Why should you use mycorrhizal fungi for growing cannabis?

Why should you use mycorrhizal fungi for growing cannabis?

Using mycorrhizal fungi when growing cannabis is a no-brainer! These fungi work with your plants' root systems to promote greater absorption of nutrients, protection against pathogens, and overall robust plant health. Find out why you should use mycorrhizal fungi in your grow, and how to make it yourself at home.

The more we analyse soil-dwelling indigenous microorganisms like mycorrhizal fungi, the more we recognise how vital they are in keeping our cannabis plants healthy and abundant. Most critical processes that support plant health and development happen out of sight, down in the soil. All the feeding and fertilising we do is directed at replenishing precious nutrients in the soil, and mycorrhizal fungi play a significant role in this. In what follows, we examine these beneficial fungi in depth, detailing how they can benefit your cannabis grow, and even how to make your own supply at home.

What are mycorrhizal fungi?

Why should you use mycorrhizal fungi for growing cannabis?

Mycorrhizal fungi are microscopic, naturally occurring fungi associated with the roots of over 90% of all plant species. The word mycorrhiza does not represent a single species of fungus, but rather a symbiotic relationship that occurs between certain fungi and the root systems of plants. Mycorrhizal fungi help the roots absorb nutrients more efficiently while also fighting off destructive soil-borne pests. The fungus then receives sugars and nutrients from the host plant in return.

Mycorrhizal fungi exist as microscopic threads called hyphae. These hyphae are all connected via a web-like network called mycelium—an intricate structure connecting plants underground via their roots, which can span for miles in established forests. Sometimes called the "wood-wide-web", this mycorrhizal network allows plants to communicate their needs to each other and re-route nutrients in the direction they are needed.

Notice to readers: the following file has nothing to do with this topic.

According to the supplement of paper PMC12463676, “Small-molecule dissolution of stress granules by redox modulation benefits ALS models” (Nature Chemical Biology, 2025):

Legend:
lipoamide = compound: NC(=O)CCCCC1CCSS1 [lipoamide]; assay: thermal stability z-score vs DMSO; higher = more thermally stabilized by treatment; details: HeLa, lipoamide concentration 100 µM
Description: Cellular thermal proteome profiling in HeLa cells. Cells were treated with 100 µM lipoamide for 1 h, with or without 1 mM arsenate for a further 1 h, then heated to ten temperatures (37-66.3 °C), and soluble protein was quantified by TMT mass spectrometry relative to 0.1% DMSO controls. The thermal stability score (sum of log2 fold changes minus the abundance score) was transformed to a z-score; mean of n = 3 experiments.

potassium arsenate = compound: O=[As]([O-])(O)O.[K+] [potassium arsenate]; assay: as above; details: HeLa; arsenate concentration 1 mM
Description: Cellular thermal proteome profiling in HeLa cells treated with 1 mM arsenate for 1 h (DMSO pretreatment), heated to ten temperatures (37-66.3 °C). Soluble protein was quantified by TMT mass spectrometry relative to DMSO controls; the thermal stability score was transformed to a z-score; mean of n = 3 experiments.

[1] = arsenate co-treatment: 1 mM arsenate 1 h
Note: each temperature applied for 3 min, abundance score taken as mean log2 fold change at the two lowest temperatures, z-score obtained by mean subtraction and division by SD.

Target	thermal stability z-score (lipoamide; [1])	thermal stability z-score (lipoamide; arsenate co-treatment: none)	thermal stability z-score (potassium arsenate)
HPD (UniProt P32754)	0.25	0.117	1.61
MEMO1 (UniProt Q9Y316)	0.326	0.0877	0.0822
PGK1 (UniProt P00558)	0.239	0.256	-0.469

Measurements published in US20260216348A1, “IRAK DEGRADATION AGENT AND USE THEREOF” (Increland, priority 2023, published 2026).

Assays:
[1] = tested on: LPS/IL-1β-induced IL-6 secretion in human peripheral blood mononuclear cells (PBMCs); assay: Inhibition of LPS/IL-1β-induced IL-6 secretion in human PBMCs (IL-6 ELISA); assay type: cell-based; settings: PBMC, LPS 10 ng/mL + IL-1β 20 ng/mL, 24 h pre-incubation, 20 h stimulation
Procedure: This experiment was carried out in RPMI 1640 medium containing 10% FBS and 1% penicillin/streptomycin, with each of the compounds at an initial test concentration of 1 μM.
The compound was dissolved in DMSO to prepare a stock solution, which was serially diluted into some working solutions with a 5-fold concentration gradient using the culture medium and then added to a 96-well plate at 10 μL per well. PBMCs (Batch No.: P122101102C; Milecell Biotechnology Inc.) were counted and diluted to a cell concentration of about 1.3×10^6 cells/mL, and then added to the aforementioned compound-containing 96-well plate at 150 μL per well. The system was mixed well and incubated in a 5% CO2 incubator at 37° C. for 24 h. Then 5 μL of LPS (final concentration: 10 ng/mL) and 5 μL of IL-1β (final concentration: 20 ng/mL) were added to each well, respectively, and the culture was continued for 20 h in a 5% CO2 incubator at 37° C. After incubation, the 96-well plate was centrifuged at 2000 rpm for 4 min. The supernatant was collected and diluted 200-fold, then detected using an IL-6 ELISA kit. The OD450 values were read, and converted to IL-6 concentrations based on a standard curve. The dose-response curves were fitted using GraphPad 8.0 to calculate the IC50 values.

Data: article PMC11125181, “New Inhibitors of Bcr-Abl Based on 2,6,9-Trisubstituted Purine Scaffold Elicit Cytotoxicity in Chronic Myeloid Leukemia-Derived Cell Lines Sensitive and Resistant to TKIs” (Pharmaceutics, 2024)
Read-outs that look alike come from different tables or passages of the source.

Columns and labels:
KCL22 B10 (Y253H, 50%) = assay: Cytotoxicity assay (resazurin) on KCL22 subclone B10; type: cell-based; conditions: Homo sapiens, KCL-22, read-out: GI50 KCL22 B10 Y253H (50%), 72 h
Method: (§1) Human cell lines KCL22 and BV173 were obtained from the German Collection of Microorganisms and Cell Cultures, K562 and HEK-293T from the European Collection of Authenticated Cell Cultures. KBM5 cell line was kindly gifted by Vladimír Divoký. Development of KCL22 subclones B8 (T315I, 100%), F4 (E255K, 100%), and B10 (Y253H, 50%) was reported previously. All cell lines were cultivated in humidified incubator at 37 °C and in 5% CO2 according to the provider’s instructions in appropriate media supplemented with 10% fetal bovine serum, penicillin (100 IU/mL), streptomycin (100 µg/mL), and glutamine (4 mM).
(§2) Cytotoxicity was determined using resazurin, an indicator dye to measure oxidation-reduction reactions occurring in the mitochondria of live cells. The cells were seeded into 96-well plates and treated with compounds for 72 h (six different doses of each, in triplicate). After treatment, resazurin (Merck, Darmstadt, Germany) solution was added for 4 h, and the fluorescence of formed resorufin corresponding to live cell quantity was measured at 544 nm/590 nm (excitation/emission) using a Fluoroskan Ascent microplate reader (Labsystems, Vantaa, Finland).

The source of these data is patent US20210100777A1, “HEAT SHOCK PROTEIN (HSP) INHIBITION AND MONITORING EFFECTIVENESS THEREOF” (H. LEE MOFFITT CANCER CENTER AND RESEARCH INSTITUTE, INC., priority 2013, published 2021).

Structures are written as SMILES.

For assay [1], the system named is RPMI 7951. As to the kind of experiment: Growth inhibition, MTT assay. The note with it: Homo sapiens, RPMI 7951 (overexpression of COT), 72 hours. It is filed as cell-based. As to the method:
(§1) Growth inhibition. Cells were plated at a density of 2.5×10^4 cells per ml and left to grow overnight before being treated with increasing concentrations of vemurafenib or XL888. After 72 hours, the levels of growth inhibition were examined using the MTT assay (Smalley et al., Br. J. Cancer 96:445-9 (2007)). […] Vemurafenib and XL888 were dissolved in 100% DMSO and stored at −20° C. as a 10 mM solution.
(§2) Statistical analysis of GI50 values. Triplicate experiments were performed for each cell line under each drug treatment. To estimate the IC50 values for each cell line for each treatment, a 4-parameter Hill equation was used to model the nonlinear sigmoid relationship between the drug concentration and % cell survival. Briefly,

Due to the tiny size of the fungi, you are unlikely to see them with the naked eye. Still, occasionally, mycorrhizal fungi will reproduce and send fruiting bodies to the surface of the ground, which we recognise as mushrooms!

How do mycorrhizal fungi work?

Why should you use mycorrhizal fungi for growing cannabis?

Plants, including cannabis, need nutrients to grow. The three primary nutrients required in large quantities are nitrogen (N), phosphorous (P), and potassium (K). This combination is commonly known as NPK, which you will often see listed on various cannabis fertiliser bottles. Together, these three nutrients are the key to healthy, strong, and productive cannabis plants. Managing the levels of these nutrients is an essential part of growing, and it can be done using store-bought fertilisers, as well as natural alternatives such as mycorrhizae.

Mycorrhizal fungi interface with plants in two ways. One association, called ectomycorrhiza, occurs when the fungi surround the outside of the roots. The other association, and the one we will focus on, is arbuscular mycorrhiza, or endomycorrhiza, in which the fungi grow inside the plant. The hyphae squeeze between the cell wall and the cell membranes of the roots.

Obviously, there is no sunlight underground; even if there were, the fungi could not harvest it because, unlike plants, they cannot perform photosynthesis. Plants feed the fungi by sending excess sugar produced in the leaves down to the roots. From here, the fungi can absorb it to sustain themselves. However, plants don't donate valuable sugar resources without good reason. They get a lot of help from the fungi in return, mainly in the form of nutrient absorption.

Plants absorb nutrients independently through their roots, but they can only reach so far due to their size. Mycorrhizal fungi are much smaller and can squeeze between individual bits of soil to cover almost every square inch of substrate in search of nutrients. Many plants living under challenging conditions wouldn't be able to survive at all without these fungi.

Benefits of mycorrhizal fungi for weed

Why should you use mycorrhizal fungi for growing cannabis?

Cannabis plants can grow without mycorrhizal fungi, but using it will help to maximise your crop's potential. Although it is a natural product, media widely used for growing cannabis, such as coco coir and those with a foundation of peat moss or bark, do not naturally contain any mycorrhizal fungi. Here is why you should consider adding a mycorrhizal inoculant to your cannabis growing medium.